[HanCinema's Film Review] "Tyrant Yeonsan" + Full Movie
By Panos Kotzathanasis | Published on
Considering the success of the first film, "Prince Yeonsan", and the appeal to the audience of movies focusing on the particular character, it is no surprise that the next year, 1962, Shin Sang-ok decided to shoot a sequel, where this time, Yeonsan is already a king, and along with his infamous concubine Jang Nok-su, continues indulging in the most appalling brutalities.
After a series of sports where he faces the country's most famous fighters, who do not dare winning against him of course, and under the coercion of the always present by his side, Nok-su and advisor Im Sa-hong, Yeonsan turns against another high class member of the court, Minister Im, against whom the Sa-hong harboured a grudge, spreading rumours that he even offered his daughter to the King in order to get promoted. The truth, however, is that the King essentially forced the girl to sleep with him, again listening to the false advice of his two despicable advisors. As the two of them continue to control him with their cunning ways, the King, whose custody also includes the ever-present, blood thirsty jester Kim Ja-won, proceeds on taking to his bed every young girl from the country he fancies, while eventually he shuts the door to the palace, essentially cutting down on commerce, worsening the already dire financial situation of his subjects even more. Park Won-jon, son of Minister Im, whose wife is also taken by the King, decides to stage a coup, by exploiting Yeonsan's lust and the disgruntlement of many people in the palace.
As in "Prince Yeonsan", Shin Sang-ok creates a costume drama extravaganza, sparing no expenses in sets, costumes, and action sequences, with DP Jeong Hae-jun capturing all the aforementioned in majestic fashion, through rather vivid (to the point of fluorescent on occasion) colors, in a visual style that must have looked particularly impressive in the era. The same applies to the sound and music, while all the exterior shots are outstanding, highlighting the artistry in the technical aspect even more.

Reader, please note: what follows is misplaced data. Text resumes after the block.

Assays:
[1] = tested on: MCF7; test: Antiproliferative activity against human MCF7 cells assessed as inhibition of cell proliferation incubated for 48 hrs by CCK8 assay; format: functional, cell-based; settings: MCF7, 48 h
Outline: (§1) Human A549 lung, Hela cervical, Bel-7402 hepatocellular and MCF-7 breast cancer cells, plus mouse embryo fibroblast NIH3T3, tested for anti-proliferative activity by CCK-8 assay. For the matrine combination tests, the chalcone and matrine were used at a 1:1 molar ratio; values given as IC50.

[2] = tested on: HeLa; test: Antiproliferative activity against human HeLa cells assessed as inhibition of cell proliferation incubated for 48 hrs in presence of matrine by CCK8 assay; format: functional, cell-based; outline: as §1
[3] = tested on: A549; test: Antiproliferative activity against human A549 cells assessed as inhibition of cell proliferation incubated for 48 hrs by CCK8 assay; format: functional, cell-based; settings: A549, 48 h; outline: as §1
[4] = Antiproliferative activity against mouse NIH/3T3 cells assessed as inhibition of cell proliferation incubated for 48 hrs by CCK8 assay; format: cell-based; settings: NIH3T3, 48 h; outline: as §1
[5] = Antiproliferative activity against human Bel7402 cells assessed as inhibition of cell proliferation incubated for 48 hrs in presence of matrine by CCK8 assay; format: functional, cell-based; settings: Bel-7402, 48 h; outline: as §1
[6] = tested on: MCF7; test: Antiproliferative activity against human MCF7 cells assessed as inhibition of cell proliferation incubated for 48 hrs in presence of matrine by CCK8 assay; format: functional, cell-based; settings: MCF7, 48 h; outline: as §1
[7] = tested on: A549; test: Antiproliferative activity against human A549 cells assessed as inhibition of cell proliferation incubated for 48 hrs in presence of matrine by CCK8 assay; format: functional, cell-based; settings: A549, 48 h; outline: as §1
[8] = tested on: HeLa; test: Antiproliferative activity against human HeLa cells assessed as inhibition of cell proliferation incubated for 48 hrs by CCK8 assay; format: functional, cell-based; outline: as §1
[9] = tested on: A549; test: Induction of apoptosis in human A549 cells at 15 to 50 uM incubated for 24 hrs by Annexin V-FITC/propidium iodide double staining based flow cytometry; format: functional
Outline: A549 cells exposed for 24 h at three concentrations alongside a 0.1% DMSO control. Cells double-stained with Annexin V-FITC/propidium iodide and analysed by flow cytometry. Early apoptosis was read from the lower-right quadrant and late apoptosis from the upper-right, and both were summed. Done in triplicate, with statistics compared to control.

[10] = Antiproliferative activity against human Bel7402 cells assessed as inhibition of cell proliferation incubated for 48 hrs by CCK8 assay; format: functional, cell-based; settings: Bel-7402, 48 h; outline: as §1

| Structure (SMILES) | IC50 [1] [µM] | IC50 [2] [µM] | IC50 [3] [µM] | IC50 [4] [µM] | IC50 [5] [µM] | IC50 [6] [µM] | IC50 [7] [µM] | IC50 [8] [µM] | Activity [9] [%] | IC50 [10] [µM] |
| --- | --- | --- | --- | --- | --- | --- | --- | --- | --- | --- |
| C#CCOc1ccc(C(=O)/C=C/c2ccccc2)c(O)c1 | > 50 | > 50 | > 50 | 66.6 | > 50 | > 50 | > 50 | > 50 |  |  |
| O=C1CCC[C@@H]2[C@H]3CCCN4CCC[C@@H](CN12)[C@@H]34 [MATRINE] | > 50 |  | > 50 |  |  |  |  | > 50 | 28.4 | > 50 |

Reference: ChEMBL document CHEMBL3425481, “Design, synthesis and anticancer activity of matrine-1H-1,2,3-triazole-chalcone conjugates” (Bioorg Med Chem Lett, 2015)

The acting is also on a very high level. Shin Young-kyun in particular is sublime in the titular role, highlighting the torment that has led him to become a violent tyrant who cared for no other but himself, but in a way that truly draws no sympathy at all, even if it becomes quite apparent that his "trusted advisors" influence him in the worst way possible. Kim Jin-kyu as Bak Won-jong is also great in the way his family drama is transformed into resolve. Do Kum-bong as Jang No-suk is as sensual and cunning as a snake, with the only one who compares with her in despicability and theatricality being Lee Ye-chun as Im Sa-hong. Kim Hee-kap, who always found his way in Shin Sang-ok films, playing the clown, the jester or any kind of similar roles, is great once more in the role of Kim Ja-won, a truly sinister entertiainer.
Shin Sang-ok's direction aims at impression, and with a rather intriguing story in his hands, filled with the always appealing to Korean audience melodrama, he succeeded fully, creating a spectacle that is quite entertaining from beginning to end, even if, at 132 minutes (the original version was actually longer, at 183 minutes) somewhat overextends its welcome, particularly close to the end, where the forced sentimentalism takes completely over. The tournament in the beginning, the revenge Yeonsan unleashes to almost everyone around him, and the agonizing scene during the coup procession, are a true wonder to look at, also inducing the narrative with elements of agony, action, and a bit of exploitation.
Review by Panos Kotzathanasis
Panos Kotzathanasis is a film critic and reviewer specialising in East Asian Cinema. He is the founder of Asian Film Vault, administrator of Asian Movie Pulse and also writes for Taste of Cinema, Eastern Kicks, China Policy Institute and Filmboy. You can follow him on Twitter and Facebook. Panos Kotzathanasis can be contacted via email@example.com.